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Mississippi Commissioner of Agriculture and Commerce Andy Gipson (right) shares of a moment with state Sen. David Parker (R-Olive Branch) at a recent meeting of DeSoto County Republicans.

Mississippi’s Commissioner of Agriculture and Commerce believes the state should be actively working to bring up a new generation of people involved in agriculture.  

Andy Gipson, named to the position when predecessor Cindy Hyde-Smith was appointed U.S. Senator by Gov. Phil Bryant in April 2018, spoke to DeSoto County Republicans this month about what he sees as the state’s role in agriculture.

Gipson, when asked later about what the greatest challenge is to Mississippi agriculture, said it is fostering new farmers to replace the current, yet aging, generation of those who work the land and raise livestock.

“Our biggest challenge is to plan for the future, the agricultural future and our young people,” Gipson said. “Where is the next generation farmers? Let’s find these people in the eighth grade, the ninth grade. We need to get them on a pathway to step in and continue the work of the 35,000 farms across our state and make sure Mississippi agriculture remains the strongest part of our economy.”

Those young farmers will face a daunting and stiff challenge in an industry where prices can be soft, while the operating capital and debt to be a farmer can be quite steep.  

Gipson, who is running for election in November but who is not facing a Republican primary challenge, said he wants to address that issue with legislators, if re-elected.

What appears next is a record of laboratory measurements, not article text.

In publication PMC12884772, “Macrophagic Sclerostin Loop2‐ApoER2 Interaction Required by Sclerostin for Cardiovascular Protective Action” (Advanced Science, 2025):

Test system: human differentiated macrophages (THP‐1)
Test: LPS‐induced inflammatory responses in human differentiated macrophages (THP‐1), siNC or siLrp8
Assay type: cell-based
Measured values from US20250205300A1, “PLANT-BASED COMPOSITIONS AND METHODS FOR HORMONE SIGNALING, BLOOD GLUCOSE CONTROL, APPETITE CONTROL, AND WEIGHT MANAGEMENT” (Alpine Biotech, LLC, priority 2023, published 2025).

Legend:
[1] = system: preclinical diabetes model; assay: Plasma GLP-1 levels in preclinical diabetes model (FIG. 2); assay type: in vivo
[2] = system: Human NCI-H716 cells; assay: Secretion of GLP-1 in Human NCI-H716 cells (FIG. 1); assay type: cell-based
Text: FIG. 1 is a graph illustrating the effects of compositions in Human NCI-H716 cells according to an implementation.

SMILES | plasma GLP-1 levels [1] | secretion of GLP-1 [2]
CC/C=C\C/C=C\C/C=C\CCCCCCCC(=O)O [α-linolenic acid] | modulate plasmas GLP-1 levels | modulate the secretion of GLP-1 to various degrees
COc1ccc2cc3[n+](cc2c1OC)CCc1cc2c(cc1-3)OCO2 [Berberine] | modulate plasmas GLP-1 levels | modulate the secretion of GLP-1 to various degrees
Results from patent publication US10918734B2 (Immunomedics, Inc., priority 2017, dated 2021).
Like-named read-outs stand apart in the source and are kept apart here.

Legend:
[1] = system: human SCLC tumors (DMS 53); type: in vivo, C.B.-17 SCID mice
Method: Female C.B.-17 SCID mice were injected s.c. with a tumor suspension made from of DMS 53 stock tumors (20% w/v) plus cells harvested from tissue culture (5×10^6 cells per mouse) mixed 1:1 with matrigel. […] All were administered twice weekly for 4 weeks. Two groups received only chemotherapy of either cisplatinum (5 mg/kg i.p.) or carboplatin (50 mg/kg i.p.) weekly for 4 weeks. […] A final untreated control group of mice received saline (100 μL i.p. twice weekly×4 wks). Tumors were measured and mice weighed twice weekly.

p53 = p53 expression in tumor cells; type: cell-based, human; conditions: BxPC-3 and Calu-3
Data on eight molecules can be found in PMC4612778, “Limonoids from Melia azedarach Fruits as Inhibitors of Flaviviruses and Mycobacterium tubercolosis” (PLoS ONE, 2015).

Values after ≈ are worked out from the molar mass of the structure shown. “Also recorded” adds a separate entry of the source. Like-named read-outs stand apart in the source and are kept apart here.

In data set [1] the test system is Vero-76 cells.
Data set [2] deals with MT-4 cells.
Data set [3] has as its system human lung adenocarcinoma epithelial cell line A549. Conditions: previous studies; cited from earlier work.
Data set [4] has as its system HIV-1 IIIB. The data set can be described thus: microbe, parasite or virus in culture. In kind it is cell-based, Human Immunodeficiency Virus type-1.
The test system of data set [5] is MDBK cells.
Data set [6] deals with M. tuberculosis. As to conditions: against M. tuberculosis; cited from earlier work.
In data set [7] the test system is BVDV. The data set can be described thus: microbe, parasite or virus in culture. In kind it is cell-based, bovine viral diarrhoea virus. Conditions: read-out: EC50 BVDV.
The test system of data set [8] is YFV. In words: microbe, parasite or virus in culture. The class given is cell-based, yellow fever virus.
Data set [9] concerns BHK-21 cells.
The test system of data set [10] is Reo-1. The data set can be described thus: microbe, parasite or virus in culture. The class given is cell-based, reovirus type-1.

“I’m going to the Legislature next year and look at trying to get a program to help finance the next generation of farmers as part of this Workforce Development Initiative,” Gipson said. “It’s something I’ve been working on. I’ve actually put a pencil to it and I’m excited about that as well.”

The state Ag Commissioner added help to farmers should have similar priority in the state’s mind as other businesses, and get the same enticements.

“For all the incentives that we give to various industries, we must never forget that agriculture is the largest part of Mississippi’s economy,” said Gipson. “We’ve got to get these young people plugged in. There are private lenders, plenty of them, but I think anything we can do to help the young farmers more comfortable with coming into the operation, I think would be a plus.”  

DeSoto County has an agricultural segment, but many may still consider it a suburban county with its populated presence near the Tennessee border. Gipson believes his message should equally resonate in Southaven and Olive Branch as it might in Eudora or Lewisburg.  

“Bottom line: we want to know where our food comes from,” he said. “Every shopper out there, every person buying for their family wants to know it’s wholesome, locally grown.”

Gipson has implemented a “Genuine Mississippi” program that identifies what food or meat comes from the Magnolia State.  

“We’re inviting everybody in Mississippi who is a farmer, producer or in a business of anything grown, crafted or raised in Mississippi,” Gipson noted. “That applies to our produce, row crops, livestock or anything crafted as a value-added. We want to promote local, Mississippi products.”

You can find out more about the Genuine Mississippi program on a website, genuinems.com.

Bob Bakken is Managing Editor for the DeSoto Times-Tribune.

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